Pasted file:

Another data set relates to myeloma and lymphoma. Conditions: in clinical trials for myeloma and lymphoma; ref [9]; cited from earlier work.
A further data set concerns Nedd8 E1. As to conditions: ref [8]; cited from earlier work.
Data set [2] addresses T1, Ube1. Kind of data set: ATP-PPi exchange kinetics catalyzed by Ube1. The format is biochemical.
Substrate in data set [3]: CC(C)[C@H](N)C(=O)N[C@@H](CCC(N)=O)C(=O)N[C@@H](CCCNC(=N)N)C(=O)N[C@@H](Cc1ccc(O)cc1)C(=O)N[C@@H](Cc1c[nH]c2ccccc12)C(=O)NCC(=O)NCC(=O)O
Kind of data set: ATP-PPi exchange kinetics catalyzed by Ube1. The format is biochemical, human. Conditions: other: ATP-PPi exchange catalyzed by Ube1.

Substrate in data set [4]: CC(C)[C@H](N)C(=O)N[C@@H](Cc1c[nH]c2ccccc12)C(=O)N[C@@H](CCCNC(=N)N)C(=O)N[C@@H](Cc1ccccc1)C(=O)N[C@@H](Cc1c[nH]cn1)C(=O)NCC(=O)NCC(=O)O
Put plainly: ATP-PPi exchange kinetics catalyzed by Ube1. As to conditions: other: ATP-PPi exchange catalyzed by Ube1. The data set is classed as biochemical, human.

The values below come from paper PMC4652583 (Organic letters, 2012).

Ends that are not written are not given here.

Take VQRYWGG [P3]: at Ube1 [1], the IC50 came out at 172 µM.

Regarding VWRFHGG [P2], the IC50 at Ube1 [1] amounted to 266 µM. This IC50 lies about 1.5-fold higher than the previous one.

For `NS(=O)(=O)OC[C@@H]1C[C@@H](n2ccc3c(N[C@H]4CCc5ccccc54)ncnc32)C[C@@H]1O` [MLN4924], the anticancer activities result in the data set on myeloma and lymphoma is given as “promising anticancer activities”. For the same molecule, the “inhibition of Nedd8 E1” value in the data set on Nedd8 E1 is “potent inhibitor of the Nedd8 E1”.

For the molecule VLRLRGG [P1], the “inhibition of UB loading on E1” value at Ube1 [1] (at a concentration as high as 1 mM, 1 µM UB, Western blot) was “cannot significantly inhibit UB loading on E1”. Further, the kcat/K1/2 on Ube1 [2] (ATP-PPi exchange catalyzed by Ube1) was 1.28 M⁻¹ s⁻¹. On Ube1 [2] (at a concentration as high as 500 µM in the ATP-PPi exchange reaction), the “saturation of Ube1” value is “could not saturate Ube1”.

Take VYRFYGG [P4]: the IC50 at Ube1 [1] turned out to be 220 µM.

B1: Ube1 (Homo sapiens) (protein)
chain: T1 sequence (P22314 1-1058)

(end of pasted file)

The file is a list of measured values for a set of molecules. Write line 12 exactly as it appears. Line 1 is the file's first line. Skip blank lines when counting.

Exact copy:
For `NS(=O)(=O)OC[C@@H]1C[C@@H](n2ccc3c(N[C@H]4CCc5ccccc54)ncnc32)C[C@@H]1O` [MLN4924], the anticancer activities result in the data set on myeloma and lymphoma is given as “promising anticancer activities”. For the same molecule, the “inhibition of Nedd8 E1” value in the data set on Nedd8 E1 is “potent inhibitor of the Nedd8 E1”.